Part of the site was fenced off for a stable (three stalls with stone floor, carriage shed, harness and feed room) and a bulk store, the latter being a two-storey building measuring 40 by 20 feet (12.2 by 6.1 m). This store fronted Deane Street, and was later retained by Daking-Smith when he sold Aldborough.
The Queensland Post Office Directory (QPOD) first lists Daking-Smith as living on the site in 1900. In 1901 the Charters Towers City Council Valuation Register listed Alfred Daking-Smith, draper, as occupying allotments one, two and three of section eleven with a capital value of £600. Initially he is listed in the postal directories on Deane Street, and then from 1906 he is listed on Hodgkinson Street.
Aldborough is aligned to the northwest, facing the corner, which is also roughly in the direction of the intersection of Gill and Mosman streets, where Daking-Smith had opened his 1895 shop. The most common houses in Charters Towers were two or four-room timber cottages, and in plan Aldborough is an expanded version of these simple buildings, many of which were prefabricated to standardised plans. Aldborough's style and fabric, including the light timber stud frame, reflect construction techniques common in Charters Towers. In a technique well-suited to the climate of North Queensland, the walls of houses in Charters Towers were lined with horizontal boards, and the timber frame was left exposed externally. From c. 1900 vertical boards were more likely to be used.
Aldborough shares other features in common with Charters Towers housing, such as sheet metal acroterions on the corners of its guttering; a sheet metal ventilator at the crown of its roof; and shades and screens around its verandahs to reduce the effect of the hot climate - such as latticework, timber louvres, canvas blinds and drop-down timber blinds. Aldborough's extended verandah eaves are also characteristic of Charters Towers housing.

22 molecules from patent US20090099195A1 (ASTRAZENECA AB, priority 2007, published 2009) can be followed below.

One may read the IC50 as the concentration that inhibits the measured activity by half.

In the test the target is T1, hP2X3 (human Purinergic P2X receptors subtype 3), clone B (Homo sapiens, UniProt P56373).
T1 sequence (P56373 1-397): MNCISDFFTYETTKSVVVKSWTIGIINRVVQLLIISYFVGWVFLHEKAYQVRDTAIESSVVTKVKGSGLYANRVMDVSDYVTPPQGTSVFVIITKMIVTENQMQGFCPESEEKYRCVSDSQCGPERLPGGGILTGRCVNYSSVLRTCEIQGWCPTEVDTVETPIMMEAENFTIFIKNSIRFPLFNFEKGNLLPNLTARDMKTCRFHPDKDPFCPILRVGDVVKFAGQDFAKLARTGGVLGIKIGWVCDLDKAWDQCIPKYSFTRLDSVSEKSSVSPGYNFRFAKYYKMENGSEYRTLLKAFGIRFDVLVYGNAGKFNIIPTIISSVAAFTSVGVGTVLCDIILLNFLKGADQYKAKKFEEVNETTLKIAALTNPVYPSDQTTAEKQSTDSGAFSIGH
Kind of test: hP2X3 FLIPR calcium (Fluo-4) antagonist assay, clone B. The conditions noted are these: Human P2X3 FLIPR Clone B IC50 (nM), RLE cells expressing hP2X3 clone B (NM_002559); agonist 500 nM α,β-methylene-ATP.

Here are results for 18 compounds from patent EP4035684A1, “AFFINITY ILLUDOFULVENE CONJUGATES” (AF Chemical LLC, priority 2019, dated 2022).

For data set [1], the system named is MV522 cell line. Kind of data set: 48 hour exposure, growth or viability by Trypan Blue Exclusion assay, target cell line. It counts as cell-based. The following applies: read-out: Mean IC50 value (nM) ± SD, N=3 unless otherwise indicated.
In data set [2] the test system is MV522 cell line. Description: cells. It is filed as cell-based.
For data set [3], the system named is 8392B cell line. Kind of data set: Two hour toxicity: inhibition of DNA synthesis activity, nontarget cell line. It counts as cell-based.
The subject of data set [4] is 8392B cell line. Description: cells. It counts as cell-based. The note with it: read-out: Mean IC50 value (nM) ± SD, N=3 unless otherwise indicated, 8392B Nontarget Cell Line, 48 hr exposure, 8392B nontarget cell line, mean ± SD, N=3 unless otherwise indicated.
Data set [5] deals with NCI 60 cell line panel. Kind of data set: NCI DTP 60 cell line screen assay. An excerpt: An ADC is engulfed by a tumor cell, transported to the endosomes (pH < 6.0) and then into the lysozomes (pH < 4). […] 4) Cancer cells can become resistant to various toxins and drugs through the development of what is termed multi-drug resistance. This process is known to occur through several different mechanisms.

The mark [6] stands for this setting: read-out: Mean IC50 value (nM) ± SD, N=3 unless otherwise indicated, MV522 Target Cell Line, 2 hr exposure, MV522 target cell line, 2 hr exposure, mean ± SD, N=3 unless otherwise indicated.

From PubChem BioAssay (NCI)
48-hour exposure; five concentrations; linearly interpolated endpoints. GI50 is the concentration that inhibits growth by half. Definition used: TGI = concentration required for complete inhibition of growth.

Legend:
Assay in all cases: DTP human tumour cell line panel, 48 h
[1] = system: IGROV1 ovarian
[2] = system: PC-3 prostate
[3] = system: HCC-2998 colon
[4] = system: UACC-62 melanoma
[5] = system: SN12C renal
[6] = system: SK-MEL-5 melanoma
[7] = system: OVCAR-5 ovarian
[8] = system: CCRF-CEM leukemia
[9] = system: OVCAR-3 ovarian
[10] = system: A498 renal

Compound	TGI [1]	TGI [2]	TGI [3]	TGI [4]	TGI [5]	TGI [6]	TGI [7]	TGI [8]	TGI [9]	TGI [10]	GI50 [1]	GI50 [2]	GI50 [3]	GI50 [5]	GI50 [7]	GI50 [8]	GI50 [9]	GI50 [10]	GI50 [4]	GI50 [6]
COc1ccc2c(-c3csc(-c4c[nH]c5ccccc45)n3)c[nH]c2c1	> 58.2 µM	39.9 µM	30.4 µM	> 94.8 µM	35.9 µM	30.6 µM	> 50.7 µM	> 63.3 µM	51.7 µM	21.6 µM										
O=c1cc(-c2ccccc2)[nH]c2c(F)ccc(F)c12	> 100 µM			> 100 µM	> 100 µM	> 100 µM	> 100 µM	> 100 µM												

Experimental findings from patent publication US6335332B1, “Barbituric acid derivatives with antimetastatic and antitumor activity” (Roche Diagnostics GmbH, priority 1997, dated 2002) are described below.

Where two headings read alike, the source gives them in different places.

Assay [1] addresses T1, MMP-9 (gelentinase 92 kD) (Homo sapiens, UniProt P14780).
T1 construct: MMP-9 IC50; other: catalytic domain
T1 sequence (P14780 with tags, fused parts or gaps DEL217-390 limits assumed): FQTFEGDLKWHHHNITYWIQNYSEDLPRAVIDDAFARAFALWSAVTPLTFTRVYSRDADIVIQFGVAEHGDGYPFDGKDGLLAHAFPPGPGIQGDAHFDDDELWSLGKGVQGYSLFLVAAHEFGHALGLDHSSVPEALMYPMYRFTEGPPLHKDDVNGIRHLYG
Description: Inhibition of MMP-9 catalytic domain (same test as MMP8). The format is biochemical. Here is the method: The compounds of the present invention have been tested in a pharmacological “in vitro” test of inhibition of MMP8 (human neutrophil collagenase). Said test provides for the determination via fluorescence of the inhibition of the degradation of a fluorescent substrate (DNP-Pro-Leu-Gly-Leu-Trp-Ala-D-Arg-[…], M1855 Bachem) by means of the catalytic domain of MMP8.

In 1906 Alfred Daking-Smith married Beryl Maud Hooke, and the couple soon moved to Sydney, where Daking-Smith attained even greater wealth. He built the mansion Berith Park at Wahroonga, North Sydney in 1909. That same year Daking-Smith erected the Daking-Smith Building as a purpose built department store in upper Gill Street, Charters Towers. Although Charters Towers already had a number of drapery stores, Daking-Smith believed that a more modern, "genteel" shop was needed. Between 1860 and 1920, with the industrialised world's rising level of affluence and leisure time, the "art of shopping", once the prerogative of the wives of the wealthy, was adopted eagerly by the wives of the emerging middle classes. The impressive architectural style of the brick Daking-Smith building was unique for a remote North Queensland town. From his new building Daking-Smith advertised himself as a draper, furnisher and boot merchant. Through this business activity, he made an important contribution to the commercial development of Charters Towers.